We live in a three storied home, without an elevator, therefore we havemany stairs. When we moved here twenty years ago, many folks asked me, “With your disabilities, why did you choose a house with so many stairs?” The simple answer is we love the house. Its simple, ordinary Victorian charm appeals to both of us. Each time I come home, I feel it welcoming me with its crowded, cluttered, wall papered warmth. When we moved in I did so with a broken toe; Pyrex lid, direct hit. I had a small taste of the challenge and my other joint problems told the rest of that tail, ‘er tale, although that hurt, also. I guess my credo was and is: “welcome home” charm is hard to find and when you do, hang onto it with all your sentimental might.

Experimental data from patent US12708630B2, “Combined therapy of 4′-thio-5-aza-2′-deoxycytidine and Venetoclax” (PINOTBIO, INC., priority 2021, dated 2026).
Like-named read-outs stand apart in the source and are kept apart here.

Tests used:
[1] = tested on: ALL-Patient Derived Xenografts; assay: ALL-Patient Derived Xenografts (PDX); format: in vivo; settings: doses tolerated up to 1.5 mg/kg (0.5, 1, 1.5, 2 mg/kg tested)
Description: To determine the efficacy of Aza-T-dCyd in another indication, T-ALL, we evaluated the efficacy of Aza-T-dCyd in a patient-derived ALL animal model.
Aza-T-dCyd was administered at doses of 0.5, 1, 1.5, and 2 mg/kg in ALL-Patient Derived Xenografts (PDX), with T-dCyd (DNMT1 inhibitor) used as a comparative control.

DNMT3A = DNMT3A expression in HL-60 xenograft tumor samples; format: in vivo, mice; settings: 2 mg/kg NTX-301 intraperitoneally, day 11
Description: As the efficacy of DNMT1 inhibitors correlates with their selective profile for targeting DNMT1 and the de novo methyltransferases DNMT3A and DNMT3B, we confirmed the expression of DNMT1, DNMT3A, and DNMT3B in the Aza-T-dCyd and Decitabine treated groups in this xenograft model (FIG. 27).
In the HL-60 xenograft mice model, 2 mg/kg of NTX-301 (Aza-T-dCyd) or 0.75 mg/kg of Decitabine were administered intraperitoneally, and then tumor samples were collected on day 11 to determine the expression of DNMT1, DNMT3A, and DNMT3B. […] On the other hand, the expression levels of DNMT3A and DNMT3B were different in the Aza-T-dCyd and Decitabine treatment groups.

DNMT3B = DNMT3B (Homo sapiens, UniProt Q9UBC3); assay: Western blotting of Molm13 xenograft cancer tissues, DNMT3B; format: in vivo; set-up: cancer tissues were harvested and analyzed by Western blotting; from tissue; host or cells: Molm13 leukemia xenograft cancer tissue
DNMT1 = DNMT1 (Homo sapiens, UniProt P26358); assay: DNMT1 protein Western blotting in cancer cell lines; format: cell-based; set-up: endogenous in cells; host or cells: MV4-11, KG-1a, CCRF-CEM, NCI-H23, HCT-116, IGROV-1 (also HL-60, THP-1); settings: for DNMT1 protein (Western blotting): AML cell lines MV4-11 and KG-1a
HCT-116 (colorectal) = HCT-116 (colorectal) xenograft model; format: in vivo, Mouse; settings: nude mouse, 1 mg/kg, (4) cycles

My husband also had bad knees and has had both of them replaced while we’ve lived in this home we love. He managed quite well being the stubborn warrior he is. When asked about his po-operative recovery period he simply said, “If I have to go up and down those stairs on my butt, I will.” I don’t think he ever had to. As for me I just keep remembering all of our grandparents who lived in old, multiple storied homes and made it through life, so why not us? I trek them slowly and with always one hand free for the banister, going up and going down. I also try to remember to put a phone in my pocket when dealing with our stairs, especially on those bad days, which we all have. As far as my terribly arthritic knees, I often whisper the credo for all bad knee patients, which is “The good go to heaven, the bad go to hell.” Of course, that means you ascend with the better knee of the two and descend with the worse one. It is embarrassing when others hear me. I had one orthopod with no sense of humor think I was trying to convert him. Seriously, he asked me to repeat it, what I said and when I explained the expression his own face filled with relief. Wonder what soul secret he’s hiding?